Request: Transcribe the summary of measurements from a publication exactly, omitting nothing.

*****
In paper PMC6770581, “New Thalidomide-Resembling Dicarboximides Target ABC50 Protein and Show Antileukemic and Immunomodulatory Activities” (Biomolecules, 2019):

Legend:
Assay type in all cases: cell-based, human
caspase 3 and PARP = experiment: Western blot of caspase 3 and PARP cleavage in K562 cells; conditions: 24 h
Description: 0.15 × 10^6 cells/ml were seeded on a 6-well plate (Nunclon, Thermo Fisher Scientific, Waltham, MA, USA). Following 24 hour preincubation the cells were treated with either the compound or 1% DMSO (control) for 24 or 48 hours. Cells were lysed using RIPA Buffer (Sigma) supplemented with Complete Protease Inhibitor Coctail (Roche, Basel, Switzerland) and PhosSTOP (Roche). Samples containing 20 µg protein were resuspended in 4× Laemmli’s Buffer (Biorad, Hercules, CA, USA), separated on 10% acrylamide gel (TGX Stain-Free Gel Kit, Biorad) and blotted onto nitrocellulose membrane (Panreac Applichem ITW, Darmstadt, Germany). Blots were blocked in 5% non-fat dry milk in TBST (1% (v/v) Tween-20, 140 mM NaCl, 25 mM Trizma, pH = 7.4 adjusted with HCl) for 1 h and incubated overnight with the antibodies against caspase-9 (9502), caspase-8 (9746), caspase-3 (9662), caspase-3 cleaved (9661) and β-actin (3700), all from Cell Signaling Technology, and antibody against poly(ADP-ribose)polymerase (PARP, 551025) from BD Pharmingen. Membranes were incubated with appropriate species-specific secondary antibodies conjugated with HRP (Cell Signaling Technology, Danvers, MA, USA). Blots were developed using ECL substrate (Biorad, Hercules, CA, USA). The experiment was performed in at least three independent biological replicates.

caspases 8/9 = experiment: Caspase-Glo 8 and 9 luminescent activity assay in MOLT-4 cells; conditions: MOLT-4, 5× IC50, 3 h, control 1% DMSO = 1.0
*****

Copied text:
In paper PMC6770581, “New Thalidomide-Resembling Dicarboximides Target ABC50 Protein and Show Antileukemic and Immunomodulatory Activities” (Biomolecules, 2019):

Legend:
Assay type in all cases: cell-based, human
caspase 3 and PARP = experiment: Western blot of caspase 3 and PARP cleavage in K562 cells; conditions: 24 h
Description: 0.15 × 10^6 cells/ml were seeded on a 6-well plate (Nunclon, Thermo Fisher Scientific, Waltham, MA, USA). Following 24 hour preincubation the cells were treated with either the compound or 1% DMSO (control) for 24 or 48 hours. Cells were lysed using RIPA Buffer (Sigma) supplemented with Complete Protease Inhibitor Coctail (Roche, Basel, Switzerland) and PhosSTOP (Roche). Samples containing 20 µg protein were resuspended in 4× Laemmli’s Buffer (Biorad, Hercules, CA, USA), separated on 10% acrylamide gel (TGX Stain-Free Gel Kit, Biorad) and blotted onto nitrocellulose membrane (Panreac Applichem ITW, Darmstadt, Germany). Blots were blocked in 5% non-fat dry milk in TBST (1% (v/v) Tween-20, 140 mM NaCl, 25 mM Trizma, pH = 7.4 adjusted with HCl) for 1 h and incubated overnight with the antibodies against caspase-9 (9502), caspase-8 (9746), caspase-3 (9662), caspase-3 cleaved (9661) and β-actin (3700), all from Cell Signaling Technology, and antibody against poly(ADP-ribose)polymerase (PARP, 551025) from BD Pharmingen. Membranes were incubated with appropriate species-specific secondary antibodies conjugated with HRP (Cell Signaling Technology, Danvers, MA, USA). Blots were developed using ECL substrate (Biorad, Hercules, CA, USA). The experiment was performed in at least three independent biological replicates.

caspases 8/9 = experiment: Caspase-Glo 8 and 9 luminescent activity assay in MOLT-4 cells; conditions: MOLT-4, 5× IC50, 3 h, control 1% DMSO = 1.0